Dreher compares the leaked video with Obama's "bitter clingers" speech:
My initial sense was that this video wouldn’t hurt Romney any more than "bitter clingers" hurt Obama. But "bitter clingers" came in April 2008, which gave Obama a lot more time to recover before Election Day.
Though he argues it's a "mistake" to declare the race over, Cilizza acknowledges the damage:
The video will fuel the growing sentiment within the Republican chattering class that Romney is in the process of losing a winnable race. That means the second-guessing that goes on privately in every campaign will go more public. And the more public it becomes, the longer it takes Romney and his team to move beyond unhelpful process stories focused on whether his own party thinks he’s blowing it.
David Brooks weighs in:
[A]s a description of America today, Romney’s comment is a country-club fantasy. It’s what self-satisfied millionaires say to each other. It reinforces every negative view people have about Romney. Personally, I think he’s a kind, decent man who says stupid things because he is pretending to be something he is not — some sort of cartoonish government-hater. But it scarcely matters. He’s running a depressingly inept presidential campaign.
Tod Kelly focuses on Romney's claim that if he wins "the markets will be happy" and we'll "see capital come back and we’ll see—without actually doing anything—we’ll actually get a boost in the economy":
Let’s set aside for a moment the fact that of all the things that haven’t grown in Obama’s economy, the market ain’t one of them. Instead, let’s focus on Romney’s actual plan: He’ll win the election, and everything will just magically be fixed by the mere fact that he won…. If this is the plan, than Mitt Romney has no business being anywhere near the White House, and he should never, ever be allowed to be Commander-In-Chief.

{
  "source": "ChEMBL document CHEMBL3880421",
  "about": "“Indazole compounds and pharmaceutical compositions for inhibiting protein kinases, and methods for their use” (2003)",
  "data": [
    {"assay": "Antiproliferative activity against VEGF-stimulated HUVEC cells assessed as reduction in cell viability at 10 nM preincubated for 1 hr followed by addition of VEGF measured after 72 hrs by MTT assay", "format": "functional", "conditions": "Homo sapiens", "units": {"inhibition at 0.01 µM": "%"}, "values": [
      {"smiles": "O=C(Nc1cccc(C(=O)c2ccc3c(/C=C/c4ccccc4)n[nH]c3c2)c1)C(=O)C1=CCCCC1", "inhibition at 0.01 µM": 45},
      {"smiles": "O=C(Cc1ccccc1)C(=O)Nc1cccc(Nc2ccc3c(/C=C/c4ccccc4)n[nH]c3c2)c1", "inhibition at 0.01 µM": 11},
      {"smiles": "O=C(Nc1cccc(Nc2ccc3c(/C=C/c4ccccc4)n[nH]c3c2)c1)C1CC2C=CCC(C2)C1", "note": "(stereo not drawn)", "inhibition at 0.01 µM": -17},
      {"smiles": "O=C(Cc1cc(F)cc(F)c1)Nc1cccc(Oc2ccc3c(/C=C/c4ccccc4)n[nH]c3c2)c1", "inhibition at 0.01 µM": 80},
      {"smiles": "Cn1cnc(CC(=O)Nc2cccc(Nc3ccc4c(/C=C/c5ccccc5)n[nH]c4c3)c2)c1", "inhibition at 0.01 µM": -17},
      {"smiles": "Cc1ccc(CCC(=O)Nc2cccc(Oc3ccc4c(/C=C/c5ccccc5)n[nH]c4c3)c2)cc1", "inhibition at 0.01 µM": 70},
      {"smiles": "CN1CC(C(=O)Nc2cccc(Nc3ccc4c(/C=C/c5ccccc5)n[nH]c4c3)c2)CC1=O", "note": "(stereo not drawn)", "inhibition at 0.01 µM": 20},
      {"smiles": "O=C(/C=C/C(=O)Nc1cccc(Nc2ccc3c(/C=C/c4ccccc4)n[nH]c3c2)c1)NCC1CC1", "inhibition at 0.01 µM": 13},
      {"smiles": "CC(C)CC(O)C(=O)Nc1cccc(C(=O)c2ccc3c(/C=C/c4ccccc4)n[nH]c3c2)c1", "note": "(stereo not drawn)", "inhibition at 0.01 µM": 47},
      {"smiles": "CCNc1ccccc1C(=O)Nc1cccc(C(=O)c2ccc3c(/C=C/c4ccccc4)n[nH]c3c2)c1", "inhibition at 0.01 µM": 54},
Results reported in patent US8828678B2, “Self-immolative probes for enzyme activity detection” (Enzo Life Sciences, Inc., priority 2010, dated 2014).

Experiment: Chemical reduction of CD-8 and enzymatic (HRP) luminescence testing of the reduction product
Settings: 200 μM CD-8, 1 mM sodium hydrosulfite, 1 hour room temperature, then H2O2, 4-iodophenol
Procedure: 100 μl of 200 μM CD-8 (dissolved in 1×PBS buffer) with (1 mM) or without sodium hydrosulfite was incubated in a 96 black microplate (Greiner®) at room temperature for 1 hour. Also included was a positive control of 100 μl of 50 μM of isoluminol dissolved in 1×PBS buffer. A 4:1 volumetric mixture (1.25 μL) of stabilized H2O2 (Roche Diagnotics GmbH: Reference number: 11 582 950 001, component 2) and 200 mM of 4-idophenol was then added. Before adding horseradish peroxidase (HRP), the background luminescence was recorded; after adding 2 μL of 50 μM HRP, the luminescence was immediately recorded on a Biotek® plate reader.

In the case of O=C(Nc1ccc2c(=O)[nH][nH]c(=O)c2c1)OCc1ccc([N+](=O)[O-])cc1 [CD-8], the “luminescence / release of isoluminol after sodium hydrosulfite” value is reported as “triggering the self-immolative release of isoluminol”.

Suderman ponders the root of Romney's remarks:
[W]hat does it tell us about Romney? That he thinks he can talk differently to different groups of people without consequence, and that he's happy to play to the GOP's sense of self-entitlement. At the fundraiser, he goes after those who believe that "government has a responsibility to take care of them," the folks who think they're "entitled" to health care. "I'll never convince them they should take personal responsibility and care for their lives." But Romney doesn't plan to convince his own supporters of the same thing either. … Romney isn't against government handouts at all. It's just that he's only in favor of the ones that Republicans like.
I have never seen the candidate of a major party looking more shook than Romney does at this press conference.
(Photo: US Republican presidential candidate Mitt Romney speaks to the press in Costa Mesa, California, on September 17, 2012. By Nicholas Kamm/AFP/Getty Images)